Balancing Act

Faner project highlights budget, priority questions

Enrollment is down, money’s so tight faculty have been laid off and the university is spending more than a million dollars to build a pedestrian mall outside Faner Hall.

Chris Zoeller | The Weekender

Chris Zoeller | The Weekender

To some, that appears to be a case of misguided priorities. But administrators say campus safety and appearance is important, and they point out that the money for construction projects comes from accounts that cannot be tapped for other uses.

Money for the Faner project stems from the plant fund, which is state- appropriated each year for campus repairs and improvements, Chancellor Rita Cheng said.

She said the $1.3 million project will increase safety in the area and create a stronger sense of campus unity.

According to the project’s proposal, the construction will contribute to the university’s “sense of space” and serve as a stage for ceremonial, social and educational functions.

The pedestrian mall will be built on the north side of the new Student Services Building, which is scheduled to be completed in June of this year. The path will extend to the north pedestrian overpass and lead up to Parkinson Hall, said Todd Sigler, director of the Department of Public Safety.

The first phase of mall upgrades that began at Faner Drive south and continued to the Student Center was completed in summer 2012. The second phase is scheduled to begin this spring, according to the December Board of Trustees proposal.

Sigler said the goal of the pedestrian mall is to create an environment people will want to visit and socialize with other university community members, along with feeling safe while they walk through at night.

Cheng said the mall’s construction area has broken sidewalks, overgrown plants and is very dark at night, which makes it unsafe for pedestrians.

Sigler said the area has consistently been one of concern during campus safety walks, which are yearly efforts to identify unsafe areas.

“Because this area has almost no lighting, many students have expressed concern when walking through it,” he said. “Therefore, the upgrading process is actually long overdue and much-needed.”

Sigler said the area will have emergency phones available for faculty and students to use and Light- Emitting Diode lighting, which has become popular on other campuses. The lights are brighter and the bulbs last longer, which Sigler said could improve safety.

The plan is to migrate other areas of campus to this style of lighting as well since prices for the lights have become more feasible, Sigler said.

According to the December proposal, other improvements include constructed seating areas and refreshed landscaping with raised planting areas and new plantings.

Still, not everyone is convinced the money is being well-spent. With the state’s share of the university budget in decline each year, job vacancies across campus and two non-tenure- track faculty laid off in the fall semester, some find the sight of new construction jarring.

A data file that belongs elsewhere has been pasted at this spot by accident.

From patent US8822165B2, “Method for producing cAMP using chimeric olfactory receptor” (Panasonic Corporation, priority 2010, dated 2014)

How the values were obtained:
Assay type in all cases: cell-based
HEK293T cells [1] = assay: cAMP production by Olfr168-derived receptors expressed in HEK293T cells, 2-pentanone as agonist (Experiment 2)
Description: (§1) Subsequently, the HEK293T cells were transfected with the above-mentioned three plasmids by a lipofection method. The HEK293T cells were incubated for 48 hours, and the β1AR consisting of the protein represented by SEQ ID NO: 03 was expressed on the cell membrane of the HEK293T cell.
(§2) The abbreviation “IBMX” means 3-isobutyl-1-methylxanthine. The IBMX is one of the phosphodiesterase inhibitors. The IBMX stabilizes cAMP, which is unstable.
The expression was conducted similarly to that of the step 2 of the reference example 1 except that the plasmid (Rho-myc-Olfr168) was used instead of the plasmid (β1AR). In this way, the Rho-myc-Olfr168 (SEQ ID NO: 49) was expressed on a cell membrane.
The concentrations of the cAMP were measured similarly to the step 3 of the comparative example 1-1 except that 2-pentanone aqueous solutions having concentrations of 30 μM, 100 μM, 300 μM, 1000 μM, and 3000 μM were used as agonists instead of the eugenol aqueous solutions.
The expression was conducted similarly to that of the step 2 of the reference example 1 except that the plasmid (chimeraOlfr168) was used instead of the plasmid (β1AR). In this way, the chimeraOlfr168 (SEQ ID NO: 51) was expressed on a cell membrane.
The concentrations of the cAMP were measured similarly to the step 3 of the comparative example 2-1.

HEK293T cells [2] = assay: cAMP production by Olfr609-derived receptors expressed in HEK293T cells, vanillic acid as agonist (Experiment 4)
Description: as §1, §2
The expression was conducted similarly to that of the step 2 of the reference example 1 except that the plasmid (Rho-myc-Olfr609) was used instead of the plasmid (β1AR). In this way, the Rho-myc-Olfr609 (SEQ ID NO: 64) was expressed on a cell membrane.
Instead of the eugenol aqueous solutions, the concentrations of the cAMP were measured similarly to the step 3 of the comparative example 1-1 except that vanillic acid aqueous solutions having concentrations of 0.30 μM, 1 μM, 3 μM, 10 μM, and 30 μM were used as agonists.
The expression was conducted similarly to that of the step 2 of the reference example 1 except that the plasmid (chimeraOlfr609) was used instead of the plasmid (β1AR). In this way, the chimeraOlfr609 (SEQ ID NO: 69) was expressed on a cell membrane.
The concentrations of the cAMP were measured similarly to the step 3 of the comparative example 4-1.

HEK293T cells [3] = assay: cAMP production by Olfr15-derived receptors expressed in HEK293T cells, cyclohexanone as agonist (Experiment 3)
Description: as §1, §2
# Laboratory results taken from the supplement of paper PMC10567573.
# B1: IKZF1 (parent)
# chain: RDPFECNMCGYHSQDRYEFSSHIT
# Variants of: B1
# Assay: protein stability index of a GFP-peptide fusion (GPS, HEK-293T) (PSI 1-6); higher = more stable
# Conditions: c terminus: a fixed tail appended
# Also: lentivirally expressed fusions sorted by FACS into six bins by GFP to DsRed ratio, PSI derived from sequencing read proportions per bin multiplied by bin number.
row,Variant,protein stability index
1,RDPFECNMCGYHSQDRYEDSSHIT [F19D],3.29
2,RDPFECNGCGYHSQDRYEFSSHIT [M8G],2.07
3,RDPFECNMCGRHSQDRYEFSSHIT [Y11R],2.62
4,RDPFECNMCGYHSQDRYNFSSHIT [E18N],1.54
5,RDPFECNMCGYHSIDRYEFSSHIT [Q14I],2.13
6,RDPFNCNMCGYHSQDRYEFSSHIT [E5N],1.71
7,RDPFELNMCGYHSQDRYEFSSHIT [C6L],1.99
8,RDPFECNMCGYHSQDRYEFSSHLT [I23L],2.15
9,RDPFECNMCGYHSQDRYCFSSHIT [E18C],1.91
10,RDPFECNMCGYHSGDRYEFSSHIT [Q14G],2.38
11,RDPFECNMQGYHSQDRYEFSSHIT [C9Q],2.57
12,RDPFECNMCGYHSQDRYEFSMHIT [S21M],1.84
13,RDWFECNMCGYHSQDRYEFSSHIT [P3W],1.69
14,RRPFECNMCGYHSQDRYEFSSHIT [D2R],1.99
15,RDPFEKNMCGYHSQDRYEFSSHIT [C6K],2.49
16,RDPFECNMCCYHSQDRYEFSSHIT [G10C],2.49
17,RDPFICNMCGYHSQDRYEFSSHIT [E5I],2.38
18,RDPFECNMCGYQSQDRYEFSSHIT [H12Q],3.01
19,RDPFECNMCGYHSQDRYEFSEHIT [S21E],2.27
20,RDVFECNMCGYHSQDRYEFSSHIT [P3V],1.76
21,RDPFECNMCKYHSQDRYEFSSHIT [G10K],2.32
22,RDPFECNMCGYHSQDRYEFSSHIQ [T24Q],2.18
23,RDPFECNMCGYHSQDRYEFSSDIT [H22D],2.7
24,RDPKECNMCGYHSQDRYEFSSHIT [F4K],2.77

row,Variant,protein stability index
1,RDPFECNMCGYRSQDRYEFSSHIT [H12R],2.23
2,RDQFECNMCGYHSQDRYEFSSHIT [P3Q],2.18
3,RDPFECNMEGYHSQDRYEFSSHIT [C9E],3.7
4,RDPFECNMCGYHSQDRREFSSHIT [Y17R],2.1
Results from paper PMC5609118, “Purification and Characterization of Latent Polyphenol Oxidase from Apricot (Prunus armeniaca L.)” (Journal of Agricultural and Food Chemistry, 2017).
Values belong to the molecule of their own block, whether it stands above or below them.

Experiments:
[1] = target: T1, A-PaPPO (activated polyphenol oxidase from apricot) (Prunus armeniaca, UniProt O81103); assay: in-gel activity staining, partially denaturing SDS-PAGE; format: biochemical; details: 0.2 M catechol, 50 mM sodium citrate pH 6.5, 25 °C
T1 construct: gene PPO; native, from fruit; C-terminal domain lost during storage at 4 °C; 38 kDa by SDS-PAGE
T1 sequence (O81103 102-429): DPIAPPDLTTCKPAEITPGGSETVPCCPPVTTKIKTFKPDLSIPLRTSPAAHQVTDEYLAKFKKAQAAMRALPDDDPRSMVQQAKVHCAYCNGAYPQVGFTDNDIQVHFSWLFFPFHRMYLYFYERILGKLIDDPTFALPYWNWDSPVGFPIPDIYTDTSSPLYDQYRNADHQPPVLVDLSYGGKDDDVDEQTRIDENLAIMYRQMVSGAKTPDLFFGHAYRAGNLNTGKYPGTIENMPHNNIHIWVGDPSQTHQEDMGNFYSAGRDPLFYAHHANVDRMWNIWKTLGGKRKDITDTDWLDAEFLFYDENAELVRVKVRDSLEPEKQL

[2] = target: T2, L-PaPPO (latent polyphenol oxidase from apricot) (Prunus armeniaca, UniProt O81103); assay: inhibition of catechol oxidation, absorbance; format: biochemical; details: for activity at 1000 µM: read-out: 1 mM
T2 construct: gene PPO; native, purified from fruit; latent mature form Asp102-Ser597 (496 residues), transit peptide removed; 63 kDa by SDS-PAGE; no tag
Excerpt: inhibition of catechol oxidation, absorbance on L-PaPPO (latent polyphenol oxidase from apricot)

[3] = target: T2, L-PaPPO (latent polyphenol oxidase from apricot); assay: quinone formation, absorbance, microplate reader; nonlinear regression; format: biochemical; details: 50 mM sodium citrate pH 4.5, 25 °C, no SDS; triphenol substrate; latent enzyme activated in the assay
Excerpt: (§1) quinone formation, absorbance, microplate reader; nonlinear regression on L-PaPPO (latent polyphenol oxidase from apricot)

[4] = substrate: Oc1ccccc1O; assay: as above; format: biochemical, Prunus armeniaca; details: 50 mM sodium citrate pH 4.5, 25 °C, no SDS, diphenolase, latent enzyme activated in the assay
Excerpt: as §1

“While we understand there may be accounting differences between capital and operational budgets, it is a shame when our state

and administrators find money for concrete even as teachers are laid off,” said Anita Barrett, president of the Non-Tenure Track Faculty Association.

Randy Hughes, associate mathematics professor and former Faculty Association president, which represents tenured faculty, said he is concerned the university might not have its priorities in the correct order.

Hughes said, although construction and upgrades are important, a university’s mission is to instruct students on becoming successful.

“While I understand that there is a divided budget and money is coming in from different sources and is meant for specific departments, the decisions made that affect the campus as a whole should not de-emphasize the mission of the university,” he said.

However, campus priorities have become a

constant discussion amongst faculty and students because of several faculty layoffs this year.

Hughes said even though he has noticed a steady enrollment decrease, tenured faculty has declined much faster. He said there are many teachers retiring and not as many hired to fill those positions.

Seventy faculty members retired in summer 2012. However, as of September 2012 only 40 of those positions had been filled.

SIU then took a 971-student decline from the fall 2011 semester, according to 10-day enrollment numbers released in August 2012.

Then two non-tenure track faculty members received notification Nov. 30 that they would be laid off and their last day was Jan. 13.

“Institutions should adjust to their capacity, therefore we should have adequate levels of staffing,”

Hughes said. “While recruitment is a top priority, ensuring the success of our students should be as well.”

Cheng said the construction and improvements made to campus are as important as other administrations priorities.

“We are continuing the recruitment process for faculty, and the average teacher to student ratio remains 15 to one. The importance of education as well as safety of our campus are both very important,” she said.

Hughes said SIU has a reputation of admitting students who have little chance to succeed.

“I can honestly say SIU faculty does a lot to help students succeed,” he said. “Therefore, I think it’s safe to say that faculty plays an important role here.”

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